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Home / Opinion / Letters to the Editor: Do not barter health for visually appealing food

Letters to the Editor: Do not barter health for visually appealing food

Readers write in Jalpaiguri, Santiniketan, Kollam (Kerala), Ujjain, Mumbai from and Calcutta
Representational image.
Representational image.
File photo

Published 24.12.21, 12:20 AM

White lie


Sir — The eyes are perhaps the first sensory organ to be aroused by food. But visual appeal can come at a steep cost. The European Union has banned the use and import of all food items containing E171 titanium dioxide, which can give bread a distinctive white colour. This chemical compound was found to have genotoxic effects. However, in India, a rise in disposable income has led to a corresponding spike in demand for packaged food containing harmful additives. Even when we buy fresh produce, we often look for items that look colourful and bright, which is frequently achieved by adding synthetic dyes. We must not barter our health for visually appealing food.

Sarmistha Mazumder,
Calcutta

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Hasty move


Sir — The election laws (amendment) bill, 2021, which proposes the linking of the Aadhaar with the electoral roll for the purpose of weeding out erroneous entries, has been passed in the Lok Sabha by a voice vote (“One more link”, Dec 22). While it is important to ensure that the same voter is not registered multiple times, the linking of Aadhaar numbers with voter IDs can lead to a breach of privacy. There is scope for other mishaps as well. In 2015, about 5.5 million names were deleted from the voter database of Telangana and Andhra Pradesh when the Election Commission linked Aadhaar with the voter list. Such mistakes should not be repeated.

 
The Opposition is right to argue that this linking could lead to mass disenfranchisement — many people belonging to marginalized and underprivileged communities still do not have Aadhaar numbers. The government must provide greater clarity about the process to assuage these justified concerns.

Janga Bahadur Sunuwar,
Jalpaiguri

 Sir — The Congress leader, Adhir Ranjan Chowdhury, is right to insist that the election laws (amendment) bill, 2021 should have been referred to a parliamentary standing committee. It was wrong of the government to bulldoze this bill in Parliament.  

Antara Maity,
Santiniketan

Sir — The election laws (amendment) bill, 2021 marks an important step towards electoral reform in India. It is expected to “curb the menace of multiple enrolment of the same person in different places”. Elections in India are marred by fraud. Hopefully, this amendment will plug the gaps in the system.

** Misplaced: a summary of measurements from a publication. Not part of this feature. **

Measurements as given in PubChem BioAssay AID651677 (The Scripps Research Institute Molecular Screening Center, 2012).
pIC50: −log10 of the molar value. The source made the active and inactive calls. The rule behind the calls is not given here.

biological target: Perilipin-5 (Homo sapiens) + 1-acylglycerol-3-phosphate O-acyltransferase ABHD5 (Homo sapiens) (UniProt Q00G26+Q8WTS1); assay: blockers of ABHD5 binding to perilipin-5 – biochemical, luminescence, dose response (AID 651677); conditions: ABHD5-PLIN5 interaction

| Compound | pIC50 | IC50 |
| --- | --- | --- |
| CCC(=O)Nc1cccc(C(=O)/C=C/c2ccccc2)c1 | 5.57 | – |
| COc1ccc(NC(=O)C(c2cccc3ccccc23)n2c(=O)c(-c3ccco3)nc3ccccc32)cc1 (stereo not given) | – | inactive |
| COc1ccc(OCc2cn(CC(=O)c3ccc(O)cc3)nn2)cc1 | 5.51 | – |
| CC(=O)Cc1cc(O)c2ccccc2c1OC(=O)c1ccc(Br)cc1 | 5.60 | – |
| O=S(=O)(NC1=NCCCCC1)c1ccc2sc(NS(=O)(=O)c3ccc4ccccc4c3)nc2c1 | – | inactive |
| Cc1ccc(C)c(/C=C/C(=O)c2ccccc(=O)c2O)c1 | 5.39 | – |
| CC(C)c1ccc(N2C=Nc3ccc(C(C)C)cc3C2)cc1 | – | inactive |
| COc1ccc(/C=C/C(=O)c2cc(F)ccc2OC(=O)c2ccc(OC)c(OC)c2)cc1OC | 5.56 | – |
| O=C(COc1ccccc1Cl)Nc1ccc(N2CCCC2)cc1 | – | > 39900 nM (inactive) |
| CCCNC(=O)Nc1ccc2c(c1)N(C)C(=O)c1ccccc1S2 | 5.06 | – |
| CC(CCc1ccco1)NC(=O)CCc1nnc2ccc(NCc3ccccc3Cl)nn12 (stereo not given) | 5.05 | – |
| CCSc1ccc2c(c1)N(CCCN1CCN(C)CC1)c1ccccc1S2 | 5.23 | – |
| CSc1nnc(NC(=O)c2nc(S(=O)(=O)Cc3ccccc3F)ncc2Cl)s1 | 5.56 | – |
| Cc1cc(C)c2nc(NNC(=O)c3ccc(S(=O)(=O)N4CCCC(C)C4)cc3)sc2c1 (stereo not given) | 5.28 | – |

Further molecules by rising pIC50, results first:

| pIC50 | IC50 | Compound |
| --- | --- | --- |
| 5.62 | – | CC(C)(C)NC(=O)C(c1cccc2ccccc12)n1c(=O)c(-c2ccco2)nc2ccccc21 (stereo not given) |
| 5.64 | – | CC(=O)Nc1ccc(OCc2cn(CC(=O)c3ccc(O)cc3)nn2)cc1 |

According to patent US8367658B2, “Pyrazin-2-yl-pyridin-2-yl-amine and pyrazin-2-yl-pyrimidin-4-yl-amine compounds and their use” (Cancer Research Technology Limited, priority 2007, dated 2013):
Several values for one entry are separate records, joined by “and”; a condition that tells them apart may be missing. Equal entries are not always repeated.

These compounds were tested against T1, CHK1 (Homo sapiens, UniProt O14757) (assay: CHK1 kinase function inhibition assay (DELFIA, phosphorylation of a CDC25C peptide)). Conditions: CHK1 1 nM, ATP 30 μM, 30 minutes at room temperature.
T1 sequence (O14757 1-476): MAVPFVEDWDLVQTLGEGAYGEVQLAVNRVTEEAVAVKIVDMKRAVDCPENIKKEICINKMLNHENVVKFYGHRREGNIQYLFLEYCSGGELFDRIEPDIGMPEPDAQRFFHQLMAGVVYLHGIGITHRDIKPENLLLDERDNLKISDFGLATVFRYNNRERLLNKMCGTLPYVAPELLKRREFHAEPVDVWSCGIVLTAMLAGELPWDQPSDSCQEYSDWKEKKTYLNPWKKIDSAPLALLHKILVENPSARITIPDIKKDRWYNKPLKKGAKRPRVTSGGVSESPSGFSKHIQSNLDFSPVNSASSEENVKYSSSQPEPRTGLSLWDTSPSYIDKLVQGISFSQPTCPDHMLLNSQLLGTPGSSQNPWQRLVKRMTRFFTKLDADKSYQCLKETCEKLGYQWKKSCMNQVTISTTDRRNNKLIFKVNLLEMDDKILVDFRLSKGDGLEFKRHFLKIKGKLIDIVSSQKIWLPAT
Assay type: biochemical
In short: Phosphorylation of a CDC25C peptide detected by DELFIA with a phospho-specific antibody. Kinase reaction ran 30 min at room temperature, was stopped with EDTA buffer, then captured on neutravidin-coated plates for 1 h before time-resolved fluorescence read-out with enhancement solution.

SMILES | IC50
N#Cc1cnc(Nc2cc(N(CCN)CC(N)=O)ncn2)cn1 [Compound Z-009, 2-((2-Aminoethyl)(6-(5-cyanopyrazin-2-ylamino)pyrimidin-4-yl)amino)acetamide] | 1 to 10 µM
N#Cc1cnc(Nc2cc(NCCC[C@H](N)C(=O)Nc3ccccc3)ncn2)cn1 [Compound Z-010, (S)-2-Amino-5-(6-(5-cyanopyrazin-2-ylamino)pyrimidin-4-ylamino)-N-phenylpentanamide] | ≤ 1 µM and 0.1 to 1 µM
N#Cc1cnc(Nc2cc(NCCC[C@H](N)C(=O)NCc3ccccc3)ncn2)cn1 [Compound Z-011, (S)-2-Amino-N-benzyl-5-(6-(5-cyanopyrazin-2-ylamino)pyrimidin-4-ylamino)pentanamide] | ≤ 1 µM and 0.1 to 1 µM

Tarun Patidar,
Ujjain


Fatal rivalry


Sir — Two local political leaders — the state secretary of the Social Democratic Party of India, K.S. Shaan, and Renjith Sreenivasan from the Bharatiya Janata Party — were killed in Kerala. The murders occurred within 12 hours of each other; they reveal the ugly nature of political violence in Kerala. The people of the state must resist all attempts at politicizing the deaths of these leaders. Politicians, too, must ensure that the secular fabric of the state is not damaged.

Venu G.S.,
Kollam, Kerala

Green Christmas


Sir — This Christmas, several start-ups are focusing on bringing festive cheer to shoppers with handcrafted ornaments made by local artisans from across the country. It is great that Christmas decor — be it chocolate baubles, papier mâché Santas or crochet snowmen — is being made while keeping in mind the well-being of the environment. Such local products also provide livelihood to the people of the country.

M.R. Jayanthi,
Mumbai

Sir — It is heartening that an increasing number of Indian companies are using sustainable substances for their products. Every holiday season, we use a large amount of single-use items, most of which are non-biodegradable. We can no longer afford to be blind to the needs of the planet. Consumers must make a conscious effort to opt for sustainable products.

Paramita Sarkar,
Calcutta

Rising tide


Sir — Maharashtra has registered the highest number of Omicron cases in India so far. In view of the growing threat, the Brihanmumbai Municipal Corporation has issued new guidelines for the upcoming festive season. Even during the earlier waves of Covid-19, Maharashtra was one of the worst-hit states in the country. People must exercise caution and remain at home as much as possible.

Bhagwan Thadani,
Mumbai

 Sir — The rising number of Omicron infections in India is worrying. States should take preventive steps — banning all mass gatherings, starting work from home for non-essential personnel, restricting trade timings and so on — right away so that things do not get out of hand. But governments alone cannot do much. People, too, have to be more careful — we must maintain strict social distancing and wear masks as prescribed.

Piyali Mitra,
Calcutta


Parting shot


Sir — Winters in Calcutta can be a delightful time for many. But for the poor and the homeless as well as for stray animals, winter is the harshest time of the year. Non-governmental organizations and other voluntary groups should distribute warm clothes and blankets among the poor. The state government, too, must do all it can to provide aid to those without a roof over their heads. 

Haimanti Dutta Ray,
Calcutta

 



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